Keywords: uncertainty,imitation,evolution,agent-based model,sentiment,business cycle
    JEL: D81 E32
    Date: 2015
    URL: http://d.repec.org/n?u=RePEc:zbw:ifwedp:201540&r=cmp
  12. By: Lorenzo Lampariello (Department of Methods and Models for Economics, Territory and Finance, University of Rome "La Sapienza"); Simone Sagratella (Department of Computer, Control and Management Engineering, University of Rome "La Sapienza")
    Abstract: Inspired by the optimal value approach, we propose a new reformulation of the optimistic Bilevel programming Problem (BP) as a suitable Generalized Nash Equilibrium Problem (GNEP). We provide a complete analysis of the relationship between the original hierarchical BP and the corresponding "more democratic" GNEP. Moreover, we investigate solvability and convexity issues of our reformulation. Finally, relying on the vast literature on solution methods for GNEPs, we devise a new effective algorithmic framework for the solution of signicant classes of BPs.
    Keywords: Bilevel programming ; Generalized Nash Equilibrium Problems (GNEP); parametric optimization ; numerical approaches
    Date: 2015
    URL: http://d.repec.org/n?u=RePEc:aeg:report:2015-07&r=cmp
  13. By: Zhengmao Ye (Southern University); Habib Mohamadian (Southern University)
    Abstract: Remote sensing involves observation, acquisition and processing of information detected and measured from airborne or spaceborne platforms. The structural information of objects such as landmarks, highways, bridges, mountains, oceans, rivers, lakes, living creatures and moving targets could be represented by edges and contours based on the high-spatial resolution remote sensing images. The geographic information system (GIS) has been widely adopted to exhibit features, patterns, and trends on the surface of the earth. The data sources from aerial photos and satellite images are typically stored as raster images that contain composite tristimulus color values of red, green and blue (RGB). It allows people to visualize, analyze, process, interpret and archive data to synthesize the boundaries, interactions and relationships of the features, patterns, and trends. Remote sensing could be either passive or active. The passive sensing system identifies natural radiation via visible light imaging or infrared photography. The active sensing system emits its own energy to scan objects so that the reflected or backscattered radiation can be detected and measured, such as Radar or Lidar (Radio or Light Detection and Ranging). To achieve better data abstraction and management with respect to spatial 2D data analysis, integration of geovisualization and geocomputation can be introduced for dynamic data exploration so that the latent interactions could be discovered. Edges are critical features of structural information. Numerous approaches have been designed for detecting edges of high spatial resolution images using gradient based algorithms. However, most methods are sensitive to noises. The 2D Gabor filter is then presented to extract and differentiate the crucial structural information via parametric optimization, where Gabor wavelet transform will be employed for edge detection and contour tracing using convolution operation of each of three primary color components of digital images with the 2D Gabor wavelet in the frequency domain. It has been shown that multiscale Gabor wavelets are suitable for segmenting remote sensing images to explore intrinsic geographical information. Numerical simulations on diversified landscape aerial images have been carried out to show the impact of the proposed approach on spatial information analysis.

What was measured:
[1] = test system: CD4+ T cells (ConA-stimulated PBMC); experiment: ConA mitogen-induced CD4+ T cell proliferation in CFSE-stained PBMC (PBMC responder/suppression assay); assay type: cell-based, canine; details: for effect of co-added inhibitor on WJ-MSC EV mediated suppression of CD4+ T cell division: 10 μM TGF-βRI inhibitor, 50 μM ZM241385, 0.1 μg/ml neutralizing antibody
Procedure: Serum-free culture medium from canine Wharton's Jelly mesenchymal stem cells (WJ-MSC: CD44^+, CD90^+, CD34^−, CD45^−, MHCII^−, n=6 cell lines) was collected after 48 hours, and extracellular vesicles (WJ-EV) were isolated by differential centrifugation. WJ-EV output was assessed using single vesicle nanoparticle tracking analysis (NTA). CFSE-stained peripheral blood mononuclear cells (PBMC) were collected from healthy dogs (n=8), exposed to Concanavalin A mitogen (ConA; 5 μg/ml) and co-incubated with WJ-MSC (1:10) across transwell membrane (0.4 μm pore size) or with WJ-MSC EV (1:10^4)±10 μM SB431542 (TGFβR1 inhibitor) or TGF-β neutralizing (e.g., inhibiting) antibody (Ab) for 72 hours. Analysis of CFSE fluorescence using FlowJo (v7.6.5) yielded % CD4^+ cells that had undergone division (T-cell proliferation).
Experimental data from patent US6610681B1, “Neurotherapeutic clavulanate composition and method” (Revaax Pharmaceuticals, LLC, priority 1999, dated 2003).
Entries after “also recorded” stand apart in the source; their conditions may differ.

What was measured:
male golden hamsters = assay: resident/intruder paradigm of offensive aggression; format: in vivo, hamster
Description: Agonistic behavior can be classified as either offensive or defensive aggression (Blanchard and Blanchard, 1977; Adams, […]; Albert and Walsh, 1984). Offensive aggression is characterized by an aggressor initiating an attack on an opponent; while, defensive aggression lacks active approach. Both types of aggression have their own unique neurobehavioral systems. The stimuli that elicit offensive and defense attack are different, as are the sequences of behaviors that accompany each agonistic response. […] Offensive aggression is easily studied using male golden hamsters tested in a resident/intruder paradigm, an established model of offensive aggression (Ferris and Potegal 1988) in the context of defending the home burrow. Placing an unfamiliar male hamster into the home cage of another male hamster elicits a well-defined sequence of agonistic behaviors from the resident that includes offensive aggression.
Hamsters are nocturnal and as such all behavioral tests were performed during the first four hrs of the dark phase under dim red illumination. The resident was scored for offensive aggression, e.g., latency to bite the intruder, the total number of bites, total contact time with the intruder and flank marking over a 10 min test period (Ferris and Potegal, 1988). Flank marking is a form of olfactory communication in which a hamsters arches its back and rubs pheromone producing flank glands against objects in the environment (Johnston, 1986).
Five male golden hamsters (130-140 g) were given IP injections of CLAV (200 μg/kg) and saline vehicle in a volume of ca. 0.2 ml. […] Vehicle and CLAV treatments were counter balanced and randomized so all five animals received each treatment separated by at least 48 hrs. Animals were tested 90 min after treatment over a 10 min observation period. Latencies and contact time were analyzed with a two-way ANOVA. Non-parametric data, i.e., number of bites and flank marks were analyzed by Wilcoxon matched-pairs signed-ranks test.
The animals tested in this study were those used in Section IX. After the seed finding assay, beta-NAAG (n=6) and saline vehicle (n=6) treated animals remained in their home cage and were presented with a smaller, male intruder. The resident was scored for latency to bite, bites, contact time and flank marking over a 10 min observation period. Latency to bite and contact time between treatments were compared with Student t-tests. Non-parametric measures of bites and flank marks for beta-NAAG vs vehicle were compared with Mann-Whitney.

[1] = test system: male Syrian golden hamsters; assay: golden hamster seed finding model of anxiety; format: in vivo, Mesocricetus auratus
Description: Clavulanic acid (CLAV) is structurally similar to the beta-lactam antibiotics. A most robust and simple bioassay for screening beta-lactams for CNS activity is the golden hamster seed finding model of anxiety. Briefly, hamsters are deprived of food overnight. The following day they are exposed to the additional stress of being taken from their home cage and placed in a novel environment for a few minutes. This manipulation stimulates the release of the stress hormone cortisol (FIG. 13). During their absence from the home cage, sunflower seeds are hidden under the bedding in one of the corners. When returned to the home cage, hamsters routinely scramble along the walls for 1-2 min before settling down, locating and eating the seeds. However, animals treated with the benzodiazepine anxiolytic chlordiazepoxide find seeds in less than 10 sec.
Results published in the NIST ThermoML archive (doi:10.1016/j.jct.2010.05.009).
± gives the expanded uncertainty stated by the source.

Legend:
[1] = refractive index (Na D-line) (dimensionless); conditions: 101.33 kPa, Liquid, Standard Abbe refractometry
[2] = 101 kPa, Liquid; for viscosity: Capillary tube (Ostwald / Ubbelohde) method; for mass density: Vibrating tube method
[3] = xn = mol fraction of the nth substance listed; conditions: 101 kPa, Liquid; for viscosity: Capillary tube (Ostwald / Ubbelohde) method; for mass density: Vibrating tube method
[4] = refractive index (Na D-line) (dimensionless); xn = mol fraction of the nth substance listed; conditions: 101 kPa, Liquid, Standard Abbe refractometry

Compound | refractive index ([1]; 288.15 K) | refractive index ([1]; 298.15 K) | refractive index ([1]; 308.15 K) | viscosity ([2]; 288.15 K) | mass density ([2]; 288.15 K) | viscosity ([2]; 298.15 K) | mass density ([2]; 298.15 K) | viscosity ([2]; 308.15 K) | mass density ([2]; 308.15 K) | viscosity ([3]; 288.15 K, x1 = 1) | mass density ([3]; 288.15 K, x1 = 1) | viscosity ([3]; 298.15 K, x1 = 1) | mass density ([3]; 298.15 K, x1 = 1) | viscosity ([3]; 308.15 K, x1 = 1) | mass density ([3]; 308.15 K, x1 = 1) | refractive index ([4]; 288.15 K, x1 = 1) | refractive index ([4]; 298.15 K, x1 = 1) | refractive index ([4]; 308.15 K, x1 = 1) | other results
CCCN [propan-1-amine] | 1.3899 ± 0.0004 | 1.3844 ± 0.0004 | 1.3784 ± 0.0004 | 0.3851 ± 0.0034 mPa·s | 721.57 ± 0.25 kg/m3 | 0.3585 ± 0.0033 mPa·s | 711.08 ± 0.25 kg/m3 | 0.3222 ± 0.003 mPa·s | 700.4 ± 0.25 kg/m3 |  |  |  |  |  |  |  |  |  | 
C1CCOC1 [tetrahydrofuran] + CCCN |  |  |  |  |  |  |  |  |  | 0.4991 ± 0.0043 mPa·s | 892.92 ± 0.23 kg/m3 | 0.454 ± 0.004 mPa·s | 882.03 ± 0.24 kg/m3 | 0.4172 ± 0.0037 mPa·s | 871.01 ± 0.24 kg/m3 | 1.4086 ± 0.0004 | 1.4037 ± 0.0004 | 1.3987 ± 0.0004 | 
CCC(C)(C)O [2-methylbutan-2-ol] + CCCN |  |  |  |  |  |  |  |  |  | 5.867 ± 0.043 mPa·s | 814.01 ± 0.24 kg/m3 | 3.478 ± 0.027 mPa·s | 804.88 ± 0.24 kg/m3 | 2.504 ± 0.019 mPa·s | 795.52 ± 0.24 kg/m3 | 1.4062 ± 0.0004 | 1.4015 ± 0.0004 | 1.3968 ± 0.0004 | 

Keywords: Remote Sensing, Wavelet Decomposition, Multiscale Gabor Transform, Edge Detection, Soft Thresholding
    URL: http://d.repec.org/n?u=RePEc:sek:iacpro:2504019&r=cmp
  14. By: Gordon, Hal (Resources for the Future); Burtraw, Dallas (Resources for the Future); Williams, Roberton (Resources for the Future)
    Abstract: Carbon policies introduce potentially uneven cost burdens. Anticipating these outcomes is important for policymakers seeking to achieve an equitable outcome and can be politically important as well. This paper describes the details of a microsimulation model that utilizes the price and quantity changes predicted by economic models of carbon policies to make an estimation of economic incidence by income quintile or state, and potentially across other dimensions. After taking as inputs the aggregate output from partial or general equilibrium economic modeling, the microsimulation model uses data from the Consumer Expenditure Survey (CE), the State Energy Data System (SEDS), the National Income and Product Accounts (NIPA), estimations from the Congressional Budget Office (CBO), and the Haiku electricity model. These data sources are used to estimate the share of consumer and producer surplus changes that accrue to households in each income quintile and state. The model is unique among existing incidence models in its ability to drill down to the level of state incidence and to plug into a wide range of economic models.
    Keywords: carbon price, carbon tax, emissions tax, cap and trade, distributional effects, equity, efficiency, incidence
    JEL: H22 H23 Q52 Q54
    Date: 2015–02–26
    URL: http://d.repec.org/n?u=RePEc:rff:dpaper:dp-14-40&r=cmp